Netherlands War
Date 1812-1813
Result German victory
Batavian Republic Flag of the Netherlands.svg

Kingdom of France Pavillon royal de la France.svg

Holy Roman Empire Flag of Germany.svg
Kingdom of Great Britain 100px
Jan Thorbecke (neth.)
Louis Henri, Comte de Anuis (fra.)
Otto Karl von Magdeburg (prus.)
Franz von Montfort (aust.)
This article covers a war or battle

This article contains information about a war or a battle from the timeline Washington Shot at Murdering Town!. You are free to discuss this or provide suggestions at this page's talkpage.

Following the formation of the Batavian Republic, Stadholder Herman Willem Daendels consolidated his hold over the Netherlands.

Alliance with France

A series of secret treaties between the Republic and France were signed, for mutual protection against the resurgent power of the Holy Roman Empire. Later, in 1812, a pact to annex and partition the Austrian Netherlands was formed between them.

War against the Holy Roman Empire

Since the bulk of the Austrian and German armies were bogged-down fighting the Russians in Poland and Romania, the French and Batavian forces struck at the Austrian Netherlands in August. France was only able to commit a relatively small force to the war, however, because their main forces were assisting the Spanish during the Latin-American Insurrection, or suppressing unrest, both at home and in their own colonies (Saint-Dominigue had was in revolt at the time).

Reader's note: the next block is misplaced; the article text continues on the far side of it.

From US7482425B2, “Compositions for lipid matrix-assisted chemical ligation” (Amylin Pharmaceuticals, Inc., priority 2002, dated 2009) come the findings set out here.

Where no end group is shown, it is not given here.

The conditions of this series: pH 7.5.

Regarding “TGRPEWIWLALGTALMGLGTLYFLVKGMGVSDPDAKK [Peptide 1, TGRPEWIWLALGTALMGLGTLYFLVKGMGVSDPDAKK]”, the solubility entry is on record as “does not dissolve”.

The war against Austria started well for the allies, but the early victories only agitated the other powers in Germany. It was only when Emperor Francis II swallowed his pride, and asked for Prussian assistance did the Austrians start to push the the French and Batavian armies back. However, the war dragged on, since the Russians were advancing their own armies through Moldavia, holding the German armies in eastern Europe.

Although the Prussians managed to defeat Batavia, and moved in to occupy Amsterdam (with the assistance of British troops and ships, fresh from the sixth Anglo-Dutch War, which was running concurrently), the battles against the French weren't as decisive as the Austrians would have liked. However, with Hessian and Bavarian assistance, and the bulk of the Prussian army (the remainder were keeping order in Batavia), the German troops finally defeated the remaining French army near Nancy.


The Estate General arrested Daendels on December 2nd, and he was jailed for eight months, before being hung. He died as martyr for French liberty. On December 5th, Johan Adriaan Thorbecke was elected as the new Stadtholder. Thorbecke was known to have tripled his inherited fortune in the Dutch slave trade.

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